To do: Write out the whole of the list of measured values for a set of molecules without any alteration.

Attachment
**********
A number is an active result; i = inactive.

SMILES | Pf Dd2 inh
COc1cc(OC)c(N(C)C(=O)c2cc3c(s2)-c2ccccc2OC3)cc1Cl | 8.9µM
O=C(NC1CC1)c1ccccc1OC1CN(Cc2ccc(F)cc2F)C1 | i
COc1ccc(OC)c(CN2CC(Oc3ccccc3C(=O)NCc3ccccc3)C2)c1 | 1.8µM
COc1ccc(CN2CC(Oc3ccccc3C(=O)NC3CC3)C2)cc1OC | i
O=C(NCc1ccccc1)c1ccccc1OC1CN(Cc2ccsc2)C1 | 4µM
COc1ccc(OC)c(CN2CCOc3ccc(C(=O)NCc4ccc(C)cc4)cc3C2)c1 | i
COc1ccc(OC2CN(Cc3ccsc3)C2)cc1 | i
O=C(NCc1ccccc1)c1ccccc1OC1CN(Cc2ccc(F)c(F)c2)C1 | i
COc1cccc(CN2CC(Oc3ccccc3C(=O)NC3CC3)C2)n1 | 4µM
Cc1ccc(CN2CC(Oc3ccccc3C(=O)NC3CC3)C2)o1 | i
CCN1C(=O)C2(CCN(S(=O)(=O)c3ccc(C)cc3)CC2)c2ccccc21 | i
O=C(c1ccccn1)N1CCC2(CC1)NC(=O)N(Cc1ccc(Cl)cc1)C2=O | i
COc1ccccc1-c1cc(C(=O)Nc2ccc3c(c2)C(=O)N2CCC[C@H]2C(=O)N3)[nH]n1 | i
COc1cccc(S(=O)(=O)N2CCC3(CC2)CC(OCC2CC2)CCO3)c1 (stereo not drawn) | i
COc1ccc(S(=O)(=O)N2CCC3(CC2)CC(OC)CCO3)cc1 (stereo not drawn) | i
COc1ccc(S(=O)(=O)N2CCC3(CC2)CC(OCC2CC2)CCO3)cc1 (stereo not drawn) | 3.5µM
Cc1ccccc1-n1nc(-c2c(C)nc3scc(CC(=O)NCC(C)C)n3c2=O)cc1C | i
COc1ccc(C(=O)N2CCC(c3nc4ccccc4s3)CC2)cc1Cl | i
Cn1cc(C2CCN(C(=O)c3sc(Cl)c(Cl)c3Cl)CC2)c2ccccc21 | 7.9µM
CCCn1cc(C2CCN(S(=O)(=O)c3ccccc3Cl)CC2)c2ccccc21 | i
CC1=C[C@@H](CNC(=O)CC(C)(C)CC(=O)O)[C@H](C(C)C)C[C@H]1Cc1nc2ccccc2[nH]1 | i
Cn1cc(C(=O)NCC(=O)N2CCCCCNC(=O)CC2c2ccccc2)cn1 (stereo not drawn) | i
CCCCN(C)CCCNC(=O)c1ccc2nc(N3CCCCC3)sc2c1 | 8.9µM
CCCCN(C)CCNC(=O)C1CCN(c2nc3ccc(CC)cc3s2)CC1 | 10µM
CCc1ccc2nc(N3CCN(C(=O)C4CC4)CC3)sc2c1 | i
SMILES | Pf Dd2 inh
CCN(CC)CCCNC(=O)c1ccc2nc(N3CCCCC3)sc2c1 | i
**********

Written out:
A number is an active result; i = inactive.

SMILES | Pf Dd2 inh
COc1cc(OC)c(N(C)C(=O)c2cc3c(s2)-c2ccccc2OC3)cc1Cl | 8.9µM
O=C(NC1CC1)c1ccccc1OC1CN(Cc2ccc(F)cc2F)C1 | i
COc1ccc(OC)c(CN2CC(Oc3ccccc3C(=O)NCc3ccccc3)C2)c1 | 1.8µM
COc1ccc(CN2CC(Oc3ccccc3C(=O)NC3CC3)C2)cc1OC | i
O=C(NCc1ccccc1)c1ccccc1OC1CN(Cc2ccsc2)C1 | 4µM
COc1ccc(OC)c(CN2CCOc3ccc(C(=O)NCc4ccc(C)cc4)cc3C2)c1 | i
COc1ccc(OC2CN(Cc3ccsc3)C2)cc1 | i
O=C(NCc1ccccc1)c1ccccc1OC1CN(Cc2ccc(F)c(F)c2)C1 | i
COc1cccc(CN2CC(Oc3ccccc3C(=O)NC3CC3)C2)n1 | 4µM
Cc1ccc(CN2CC(Oc3ccccc3C(=O)NC3CC3)C2)o1 | i
CCN1C(=O)C2(CCN(S(=O)(=O)c3ccc(C)cc3)CC2)c2ccccc21 | i
O=C(c1ccccn1)N1CCC2(CC1)NC(=O)N(Cc1ccc(Cl)cc1)C2=O | i
COc1ccccc1-c1cc(C(=O)Nc2ccc3c(c2)C(=O)N2CCC[C@H]2C(=O)N3)[nH]n1 | i
COc1cccc(S(=O)(=O)N2CCC3(CC2)CC(OCC2CC2)CCO3)c1 (stereo not drawn) | i
COc1ccc(S(=O)(=O)N2CCC3(CC2)CC(OC)CCO3)cc1 (stereo not drawn) | i
COc1ccc(S(=O)(=O)N2CCC3(CC2)CC(OCC2CC2)CCO3)cc1 (stereo not drawn) | 3.5µM
Cc1ccccc1-n1nc(-c2c(C)nc3scc(CC(=O)NCC(C)C)n3c2=O)cc1C | i
COc1ccc(C(=O)N2CCC(c3nc4ccccc4s3)CC2)cc1Cl | i
Cn1cc(C2CCN(C(=O)c3sc(Cl)c(Cl)c3Cl)CC2)c2ccccc21 | 7.9µM
CCCn1cc(C2CCN(S(=O)(=O)c3ccccc3Cl)CC2)c2ccccc21 | i
CC1=C[C@@H](CNC(=O)CC(C)(C)CC(=O)O)[C@H](C(C)C)C[C@H]1Cc1nc2ccccc2[nH]1 | i
Cn1cc(C(=O)NCC(=O)N2CCCCCNC(=O)CC2c2ccccc2)cn1 (stereo not drawn) | i
CCCCN(C)CCCNC(=O)c1ccc2nc(N3CCCCC3)sc2c1 | 8.9µM
CCCCN(C)CCNC(=O)C1CCN(c2nc3ccc(CC)cc3s2)CC1 | 10µM
CCc1ccc2nc(N3CCN(C(=O)C4CC4)CC3)sc2c1 | i
SMILES | Pf Dd2 inh
CCN(CC)CCCNC(=O)c1ccc2nc(N3CCCCC3)sc2c1 | i